New Policy Group Brings Together City Departments, Community & Innovative Companies Promoting “Collaborative Consumption” to Develop Model Policies for Sharing Economy
—Mayor Edwin M. Lee, Board of Supervisors President David Chiu and Supervisors Mark Farrell, Jane Kim and Scott Wiener today announced the nation’s first-ever policy group formed to take a comprehensive look at the economic benefits, innovative companies and emerging policy issues around the growing “sharing economy.” The sharing economy, also known as “collaborative consumption,” uses technology and social media to promote the sharing and re-use of underutilized assets such as cars, bikes, tools, rooms, spaces, skills and other goods. The growth of the sharing economy has been driven by the success of innovative companies and organizations like City CarShare, ZipCar, RelayRides, Airbnb, Getaround, Taskrabbit, Shareable, Vayable and more, many headquartered in San Francisco and creating a growing number of local jobs and local economic benefits.
“The growing ‘sharing economy’ is leveraging technology and innovation to generate new jobs and income for San Franciscans in every neighborhood and at every income level,” said Mayor Lee. “As the birthplace of this new, more sustainable ‘sharing economy,’ San Francisco must be at the forefront of nurturing its growth, modernizing our laws, and confronting emerging policy issues and concerns.”
“The Sharing Economy is promoting sustainability and creating new economic opportunities for San Franciscans across the socio-economic spectrum,” said Board of Supervisors President Chiu. “It’s time for San Francisco to take a comprehensive look at our existing laws and regulations to consider this innovative new economy’s benefits while addressing real community impacts and concerns.”
“The many local companies driving the innovative ‘sharing economy’ are here to stay and will be a growing part of our City’s future economy,” said Supervisor Farrell. “As policymakers, we must make sure our 21st century economy isn’t strangled by outdated laws and rigid regulations written in the last century that never envisioned what technology makes possible today.”
“Whether it’s sharing bikes, cars, apartments or tools, we must bring impacted communities and stakeholders together to develop model policies that protect public safety, reflect our values and ensure that the benefits of the ‘sharing economy’ extend to all San Franciscans,” said Supervisor Kim.
“San Francisco is at the center of a new, sustainable economy where peer-to-peer marketplaces are turning underutilized assets and resources into new jobs, income and community connections,” said Supervisor Wiener. “It’s time to take a fresh look at our City’s laws and policies to address neighborhood impacts and emerging issues while supporting the innovative sharing economy’s real benefits and growth.”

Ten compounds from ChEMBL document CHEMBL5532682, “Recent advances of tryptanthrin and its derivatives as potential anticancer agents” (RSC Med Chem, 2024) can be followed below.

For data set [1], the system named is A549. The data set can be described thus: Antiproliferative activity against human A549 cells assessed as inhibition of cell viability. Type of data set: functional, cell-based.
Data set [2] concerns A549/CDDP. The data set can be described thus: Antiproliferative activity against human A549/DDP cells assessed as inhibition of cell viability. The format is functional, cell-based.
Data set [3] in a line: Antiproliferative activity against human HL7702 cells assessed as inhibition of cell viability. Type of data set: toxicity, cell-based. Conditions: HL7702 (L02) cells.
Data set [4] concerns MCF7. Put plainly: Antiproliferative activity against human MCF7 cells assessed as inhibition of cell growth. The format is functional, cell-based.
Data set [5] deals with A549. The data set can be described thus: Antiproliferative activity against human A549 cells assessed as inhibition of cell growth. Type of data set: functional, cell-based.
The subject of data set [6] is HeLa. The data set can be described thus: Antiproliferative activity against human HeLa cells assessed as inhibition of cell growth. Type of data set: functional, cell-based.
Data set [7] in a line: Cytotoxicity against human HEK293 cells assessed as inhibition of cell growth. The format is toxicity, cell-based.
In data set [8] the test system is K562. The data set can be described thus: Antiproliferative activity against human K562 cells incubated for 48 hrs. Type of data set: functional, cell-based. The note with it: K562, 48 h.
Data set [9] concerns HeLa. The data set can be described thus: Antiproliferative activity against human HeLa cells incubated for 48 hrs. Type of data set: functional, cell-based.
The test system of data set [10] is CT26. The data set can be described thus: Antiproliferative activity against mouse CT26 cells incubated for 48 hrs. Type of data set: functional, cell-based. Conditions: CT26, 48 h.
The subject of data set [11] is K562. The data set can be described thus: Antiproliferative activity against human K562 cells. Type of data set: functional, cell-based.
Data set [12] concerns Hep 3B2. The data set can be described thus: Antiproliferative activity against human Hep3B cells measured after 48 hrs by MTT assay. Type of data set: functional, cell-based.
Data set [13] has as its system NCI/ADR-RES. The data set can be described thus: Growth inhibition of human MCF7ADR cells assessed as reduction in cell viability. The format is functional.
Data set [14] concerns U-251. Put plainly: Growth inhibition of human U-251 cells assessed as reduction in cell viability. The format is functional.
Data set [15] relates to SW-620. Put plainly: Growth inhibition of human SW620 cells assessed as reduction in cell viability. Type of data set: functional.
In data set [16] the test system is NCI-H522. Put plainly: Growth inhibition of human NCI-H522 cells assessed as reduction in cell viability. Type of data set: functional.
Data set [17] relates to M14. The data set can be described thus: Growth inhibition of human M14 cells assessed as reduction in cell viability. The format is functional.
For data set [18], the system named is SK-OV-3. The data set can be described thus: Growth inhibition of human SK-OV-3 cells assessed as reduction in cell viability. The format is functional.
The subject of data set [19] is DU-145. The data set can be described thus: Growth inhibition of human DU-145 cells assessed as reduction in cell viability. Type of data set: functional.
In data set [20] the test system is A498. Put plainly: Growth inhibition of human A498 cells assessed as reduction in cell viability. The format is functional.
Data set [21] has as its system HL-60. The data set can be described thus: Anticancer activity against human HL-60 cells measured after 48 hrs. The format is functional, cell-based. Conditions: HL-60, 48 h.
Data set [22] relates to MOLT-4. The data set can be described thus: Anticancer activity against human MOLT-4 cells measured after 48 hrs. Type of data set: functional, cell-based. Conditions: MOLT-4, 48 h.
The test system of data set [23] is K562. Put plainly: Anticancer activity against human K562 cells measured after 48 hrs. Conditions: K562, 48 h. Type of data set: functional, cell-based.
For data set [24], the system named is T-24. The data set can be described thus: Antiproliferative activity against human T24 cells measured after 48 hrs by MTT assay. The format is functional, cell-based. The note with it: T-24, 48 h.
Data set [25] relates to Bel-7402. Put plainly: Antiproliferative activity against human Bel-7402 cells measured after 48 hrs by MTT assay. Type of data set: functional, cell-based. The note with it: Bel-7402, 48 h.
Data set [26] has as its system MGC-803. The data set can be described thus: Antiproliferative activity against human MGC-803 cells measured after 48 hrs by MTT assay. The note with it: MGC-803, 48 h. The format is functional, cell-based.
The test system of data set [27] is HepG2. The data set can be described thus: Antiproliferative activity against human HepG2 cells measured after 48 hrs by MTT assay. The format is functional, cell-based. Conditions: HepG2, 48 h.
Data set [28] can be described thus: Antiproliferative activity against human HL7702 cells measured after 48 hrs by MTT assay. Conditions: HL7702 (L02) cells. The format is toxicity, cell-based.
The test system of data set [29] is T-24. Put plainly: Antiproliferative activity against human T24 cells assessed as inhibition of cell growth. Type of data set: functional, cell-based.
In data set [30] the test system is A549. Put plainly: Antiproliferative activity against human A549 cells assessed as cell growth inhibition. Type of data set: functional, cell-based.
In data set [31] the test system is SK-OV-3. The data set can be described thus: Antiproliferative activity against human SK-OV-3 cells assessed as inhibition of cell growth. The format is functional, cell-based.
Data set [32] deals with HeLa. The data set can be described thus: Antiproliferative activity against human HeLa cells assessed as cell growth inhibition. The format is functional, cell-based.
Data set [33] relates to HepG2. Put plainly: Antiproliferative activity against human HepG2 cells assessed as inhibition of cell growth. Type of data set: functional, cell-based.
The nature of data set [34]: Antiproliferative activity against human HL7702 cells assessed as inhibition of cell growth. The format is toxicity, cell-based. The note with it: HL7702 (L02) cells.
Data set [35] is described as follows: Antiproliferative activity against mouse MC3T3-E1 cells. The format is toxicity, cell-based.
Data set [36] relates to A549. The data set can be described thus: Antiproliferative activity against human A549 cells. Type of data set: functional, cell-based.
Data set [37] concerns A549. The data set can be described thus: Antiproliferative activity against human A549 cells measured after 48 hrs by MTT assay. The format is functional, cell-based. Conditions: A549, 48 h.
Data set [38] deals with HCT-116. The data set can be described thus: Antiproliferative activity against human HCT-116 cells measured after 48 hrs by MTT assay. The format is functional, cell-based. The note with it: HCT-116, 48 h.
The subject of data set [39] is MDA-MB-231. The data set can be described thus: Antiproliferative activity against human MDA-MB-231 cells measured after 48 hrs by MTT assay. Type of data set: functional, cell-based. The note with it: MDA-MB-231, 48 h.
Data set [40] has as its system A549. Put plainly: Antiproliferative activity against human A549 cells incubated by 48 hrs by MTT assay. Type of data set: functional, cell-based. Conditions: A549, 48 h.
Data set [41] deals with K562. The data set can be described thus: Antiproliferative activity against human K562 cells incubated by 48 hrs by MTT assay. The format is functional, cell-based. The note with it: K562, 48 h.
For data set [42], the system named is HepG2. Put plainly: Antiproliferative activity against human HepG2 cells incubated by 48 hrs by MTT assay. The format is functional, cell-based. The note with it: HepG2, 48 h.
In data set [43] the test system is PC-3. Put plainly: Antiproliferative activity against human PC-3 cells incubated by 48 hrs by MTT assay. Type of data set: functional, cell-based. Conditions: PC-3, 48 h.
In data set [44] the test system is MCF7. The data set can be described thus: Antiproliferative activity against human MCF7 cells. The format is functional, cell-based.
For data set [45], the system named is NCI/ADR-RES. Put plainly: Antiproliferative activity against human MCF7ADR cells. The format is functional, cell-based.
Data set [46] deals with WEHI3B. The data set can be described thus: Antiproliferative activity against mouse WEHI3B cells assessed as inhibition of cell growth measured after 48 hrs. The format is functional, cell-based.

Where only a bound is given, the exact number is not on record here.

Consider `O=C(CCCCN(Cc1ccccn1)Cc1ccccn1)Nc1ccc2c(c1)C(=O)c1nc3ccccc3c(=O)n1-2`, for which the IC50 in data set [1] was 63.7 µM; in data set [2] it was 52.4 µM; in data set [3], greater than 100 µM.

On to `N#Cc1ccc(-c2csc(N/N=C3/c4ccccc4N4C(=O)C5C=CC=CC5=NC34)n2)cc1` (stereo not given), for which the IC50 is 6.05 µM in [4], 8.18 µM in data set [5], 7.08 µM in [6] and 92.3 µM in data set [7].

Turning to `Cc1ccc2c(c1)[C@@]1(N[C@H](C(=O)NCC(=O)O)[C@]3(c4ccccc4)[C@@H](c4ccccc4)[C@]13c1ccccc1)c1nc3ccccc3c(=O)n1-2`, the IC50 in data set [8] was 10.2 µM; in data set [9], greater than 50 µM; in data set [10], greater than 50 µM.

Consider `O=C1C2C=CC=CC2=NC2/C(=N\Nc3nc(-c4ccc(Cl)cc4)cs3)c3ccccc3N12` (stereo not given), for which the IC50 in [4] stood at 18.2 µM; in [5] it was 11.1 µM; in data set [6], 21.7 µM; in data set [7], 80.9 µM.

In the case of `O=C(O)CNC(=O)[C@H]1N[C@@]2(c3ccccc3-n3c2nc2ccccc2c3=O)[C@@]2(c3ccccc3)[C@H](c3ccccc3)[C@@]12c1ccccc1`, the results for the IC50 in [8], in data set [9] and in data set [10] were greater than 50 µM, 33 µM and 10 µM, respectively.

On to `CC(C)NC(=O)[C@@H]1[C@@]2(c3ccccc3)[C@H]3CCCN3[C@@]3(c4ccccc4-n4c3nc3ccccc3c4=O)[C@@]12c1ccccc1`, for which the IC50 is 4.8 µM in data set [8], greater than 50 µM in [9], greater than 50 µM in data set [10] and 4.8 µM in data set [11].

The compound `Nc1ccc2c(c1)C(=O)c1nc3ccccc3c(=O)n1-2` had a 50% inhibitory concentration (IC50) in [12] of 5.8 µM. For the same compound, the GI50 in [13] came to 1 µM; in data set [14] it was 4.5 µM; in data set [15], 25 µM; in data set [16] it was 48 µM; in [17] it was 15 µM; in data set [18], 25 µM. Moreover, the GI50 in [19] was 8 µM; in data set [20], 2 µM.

The Sharing Economy Working Group will bring together City Departments, neighborhood and community stakeholders and sharing economy companies to explore San Francisco’s existing land-use, planning, tax and other laws that impact or are impacted by collaborative consumption and explore policy alternatives and legislation to modernize those laws and/or address emerging impacts and issues. In addition to the Mayor’s Office and the Board of Supervisors, the Sharing Economy Working Group includes the Planning Department, Department of Building Inspection, Fire Department, Police Department, Department of the Environment, the San Francisco Municipal Transportation Agency (SFMTA), Department of Public Health, the City Controller and Treasurer/Tax Collector’s Office. Among the policy areas the Sharing Economy Working Group will focus are:
Carsharing, parking-sharing & ride-sharing
Bike and scooter-sharing
Shareable housing, commercial spaces and workspaces
Shareable recreation & green spaces, rooftops, urban agriculture and food
Shareable tools, skills and other commercial enterprises
“I applaud Mayor Lee and San Francisco Supervisors for recognizing that the sharing economy and new policies to support it are key to turning cities into the engines of global transformation they need them to become,” said Shareable Magazine Publisher Neal Gorenflo. “Sharing is a rare and practical systemic solution – it simultaneously increases access to wealth, reduces waste, and strengthens the social fabric. Other cities would be smart to follow San Francisco’s lead because of the low cost and massive benefits to citizens, cities, and the world.”
“Collaborative consumption is reinventing the way we live – and San Francisco is at the epicenter of the movement. This has the potential to be a source of great economic strength, as we translate our urban efficiency and creativity into new tools that the rest of the country can benefit from,” said San Francisco Planning & Urban Research (SPUR) Executive Director Gabriel Metcalf. “I applaud Mayor Lee and members of the Board of Supervisors for recognizing the future of our City’s economy.”
On April 3rd at 6 pm, SPUR is hosting an evening forum on The Sharing Economy, featuring Mayor Lee; Leah Busque, Founder and Chief Product Officer for TaskRabbit; Jessica Scorpio, Founder of Getaround; Joe Gebbia, Co-Founder and Chief Product Officer for AirBnB; Jamie Wong, Founder and CEO of Vayable; and Jay Nath, Mayor Lee’s Chief Innovation Officer. For more information, go to: http://www.spur.org/events/calendar/sharing-economy